Memory efficiency when using Ruby
Written byon 14 January 2010
I have been spending some time creating a pure Ruby PNG library. For this library, I need to have some representation of the image, which is composed of RGB pixels, supporting an alpha channel. Because images can be composed of a lot of pixels, I want the implementation to be as memory efficient as possible. I also would like decent performance.
A very naive Ruby implementation for an image represents the red, green, blue and alpha channel using a floating point number between 0.0 and 1.0, and might look something like this:
class Pixel attr_reader :r, :g, :b, :a def initialize(r, g, b, a = 1.0) @r, @g, @b, @a = r, g, b, a end end class Image attr_reader :width, :height def initialize(width, height) @width, @height = width, height @pixels = Array.new(width * height) end def (x,y) @pixels[y * width + x] end def =(x,y, pixel) @pixels[y * width + x] = pixel end end
For a 10×10 image, this representation requires 4 times 100 floating point numbers, which require 8 bytes each. That’s already over 3kB for such a small image just for the floating point numbers! Ouch.
A simple improvement is to decide that 8-bit color depth is enough in the case, in which case each channel can be represented by an integer between 0 and 255. Storing such a number only costs one byte of memory. Ruby’s Fixnum class typically uses 4-byte integers. If only the 4 channels of one byte each could be combined into a single Fixnum instance… Behold!
class Pixel attr_reader :value alias :to_i :value def initialize(value) @value = value end def self.rgba(r, g, b, a = 255) self.new(r << 24 | g << 16 | b << 8 | a) end def r; (@value & 0xff000000) >> 24; end def g; (@value & 0x00ff0000) >> 16; end def b; (@value & 0x0000ff00) >> 8; end def a; (@value & 0x000000ff); end end
Notice the bit operations, which are extremely fast. This only requires 100 times 4 bytes = 400 bytes for storing the RGBA values for a 10×10 image, an 8 times improvement!
This implementation wraps every pixel inside an object. This is nice, because I want to access the separate channels of every pixel easily using the r, g, b, and a methods, and every other method that is defined for every pixel. However, a Ruby object instance has an overhead of at least 20 bytes. That’s 20 times 100 is about 2kB for our 10×10 image!
To get rid of the object overhead, it is possible to simply store the Fixnum value for every pixel, and only wrapping it inside a Pixel object when it is accessed. This can be done by modifying the Image class:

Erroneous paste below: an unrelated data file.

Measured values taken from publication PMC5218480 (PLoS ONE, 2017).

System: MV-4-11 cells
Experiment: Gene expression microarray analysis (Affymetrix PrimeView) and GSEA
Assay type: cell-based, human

class Image # ... def (x,y) Pixel.new(@pixels[y * width + x]) # wrap end def =(x,y, pixel) @pixels[y * width + x] = pixel.to_i # unwrap end end
As you can see, some simply changes in the representation can really make a difference in the memory usage. Can this representation be improved further?
Integer math calculations
Because we are now using integers to represent a pixel, this can cause problems when the math requires you to use floating point numbers. For example, the formula for alpha composition of two pixels is as follows:
\[ C_o = C_a \alpha_a + C_b \alpha_b (1 - \alpha_a) \]
in which \(C_a\) is the color component of the foreground pixel, \(\alpha_a\) the alpha channel of the foreground pixel, \(C_b\) and \(\alpha_b\) the same values for the background pixel, all of which should be values between 0 and 1.
A naive implementation could convert the integer numbers to their floating point equivalents:
def compose(fg, bg) return bg if fg.a == 0 return fg if fg.a == 255 fg_alpha = fg.a / 255.0 bg_alpha = fg.a / 255.0 alpha_complement = (1.0 - fg_alpha) * bg_alpha new_r = (fg_alpha * fg.r + alpha_complement * bg.r).round new_g = (fg_alpha * fg.g + alpha_complement * bg.g).round new_b = (fg_alpha * fg.b + alpha_complement * bg.b).round new_a = ((fg_alpha + alpha_complement) * 255).round Pixel.rgba(new_r, new_g, new_b, new_a) end
This implementation is already a little bit optimized: no unnecessary conversions and calculations are being performed. However, this composition can be done a lot quicker after realizing that 255 is almost a power of two, in which computers excel because it can use bitwise operators and shifting for some calculations.
My new approach uses a quicker implementation of multiplication of 8-bit integers that represent floating numbers between 0 and 1:
def compose(fg, bg) return bg if fg.a == 0 return fg if fg.a == 255 alpha_complement = multiply(255 - fg.a, bg.a) new_r = multiply(fg.a, fg.r) + multiply(alpha_complement, bg.r) new_g = multiply(fg.a, fg.g) + multiply(alpha_complement, bg.g) new_b = multiply(fg.a, fg.b) + multiply(alpha_complement, bg.b) new_a = fg.a + alpha_complement Pixel.rgba(new_r, new_g, new_b, new_a) end # Quicker alternative for (a * b / 255.0).round def multiply(a, b) t = a * b + 0x80 ((t >> 8) + t) >> 8 end
Note that the new implementation is less precise in theory, but this precision is lost anyway because we have to convert the values back to 8 bit RGBA values. Your thoughts?